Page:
Many people wondered why this particular video of the collector’s sari was being widely circulated and why she was being appreciated.

Why the Thiruvananthapuram Collector is wearing a used and discarded sari
news Environment Sunday, January 06, 2019 - 13:14

A video of Thiruvananthapuram Collector Dr K Vasuki talking about her red sari has gone viral on the internet. Many people wondered why this particular video of the collector’s sari was being widely circulated and why she was being appreciated. In the video, Vasuki is seen clad in a beautiful red sari that looks brand new, except that it is not. Vasuki was wearing a used sari that she found discarded at the Resource Recovery Facility (RFF) at Varkala municipality.

Dr Vasuki, who quit a career as a successful medical professional to join the civil services after being inspired by rescue efforts by IAS officers after the 2004 tsunami, had visited the RFF facility two months ago, where, as seen in the video, she was recorded holding a yellow sari that she found there. She jokes that she actually prefers the red sari that one of the other staff members was holding. The female staff members can be seen bursting into merry laughter at her words, and tell her that they can exchange saris and that she must wear the red sari one day soon.

“Today, I have worn this and come to a meeting on the Shivagiri pilgrimage to be held here in Varkala. I am adopting this practice to promote reuse. I have no hesitations or stigma in wearing a sari already worn by someone else. For me, the environment is primary,” she says.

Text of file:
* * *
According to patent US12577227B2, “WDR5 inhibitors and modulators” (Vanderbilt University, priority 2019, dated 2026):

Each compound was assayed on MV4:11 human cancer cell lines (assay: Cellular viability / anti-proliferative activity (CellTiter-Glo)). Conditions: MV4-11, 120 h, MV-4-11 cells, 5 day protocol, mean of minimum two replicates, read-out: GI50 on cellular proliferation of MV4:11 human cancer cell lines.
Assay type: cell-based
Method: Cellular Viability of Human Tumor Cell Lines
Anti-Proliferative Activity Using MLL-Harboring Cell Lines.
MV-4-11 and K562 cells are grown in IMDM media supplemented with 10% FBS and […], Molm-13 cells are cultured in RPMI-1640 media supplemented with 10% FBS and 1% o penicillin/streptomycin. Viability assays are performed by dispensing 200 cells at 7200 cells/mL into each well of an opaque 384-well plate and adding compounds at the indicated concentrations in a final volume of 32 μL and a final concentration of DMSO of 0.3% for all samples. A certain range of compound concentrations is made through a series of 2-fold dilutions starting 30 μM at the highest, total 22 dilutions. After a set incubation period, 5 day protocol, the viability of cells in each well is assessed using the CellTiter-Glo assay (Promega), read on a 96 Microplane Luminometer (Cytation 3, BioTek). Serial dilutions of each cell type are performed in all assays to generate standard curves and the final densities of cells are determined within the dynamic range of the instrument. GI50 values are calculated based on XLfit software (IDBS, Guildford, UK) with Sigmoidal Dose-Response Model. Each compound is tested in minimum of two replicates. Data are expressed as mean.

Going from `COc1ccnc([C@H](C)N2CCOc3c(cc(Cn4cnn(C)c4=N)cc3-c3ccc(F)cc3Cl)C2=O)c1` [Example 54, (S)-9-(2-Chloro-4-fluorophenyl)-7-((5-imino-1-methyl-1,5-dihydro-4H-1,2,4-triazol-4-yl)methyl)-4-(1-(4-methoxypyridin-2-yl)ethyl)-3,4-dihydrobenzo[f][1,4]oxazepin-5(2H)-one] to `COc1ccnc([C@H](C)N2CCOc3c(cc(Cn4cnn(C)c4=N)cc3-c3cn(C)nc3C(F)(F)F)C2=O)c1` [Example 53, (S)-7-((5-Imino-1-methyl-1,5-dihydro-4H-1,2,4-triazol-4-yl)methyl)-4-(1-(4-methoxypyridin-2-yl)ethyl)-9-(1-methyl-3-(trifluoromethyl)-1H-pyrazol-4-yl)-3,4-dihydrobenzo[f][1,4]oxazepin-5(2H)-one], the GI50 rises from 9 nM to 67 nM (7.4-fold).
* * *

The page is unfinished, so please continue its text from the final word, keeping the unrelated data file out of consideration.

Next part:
The Thiruvananthapuram collector is promoting a radically different way of life to save the environment, which has been receiving rave reviews on social media already. The video, which was posted on her Facebook page, has already been shared over 13,000 times and has garnered 5,78,408 views, with over 13,000 reactions and over 400 comments.

This effort comes amid the zero-waste beacon municipality project in Varkala, where “green technicians” collect clean and dry non-biodegradable waste from houses in order to recycle and reuse them.

“I got this sari from the RFF, which has been used and discarded by someone else. I had said then itself I would wear this,” she says.

She continues, “This sari is not actually cotton; it is, in a way, made from plastic. So rather than harming the environment by throwing it away, I choose to wear it again and give it a new life. This sari will have a long lifespan, and I will wear it at least for 10 or 15 years. What we are promoting is “old is fashionable”. Who says that only new clothes can be seen as beautiful from the outside? Let us make a change to that statement. Old is fashionable. I am wearing something that someone else has used, and I will continue wearing it until it is so old that I won’t be able to wear it anymore. Until then I will use it, I give my word to that.”

In a comment accompanying the video posted on Facebook, she encourages more people to take up the “old is gold” challenge she has put forward, to “rev up for a revolution” in recycling and reusing old clothes and materials.

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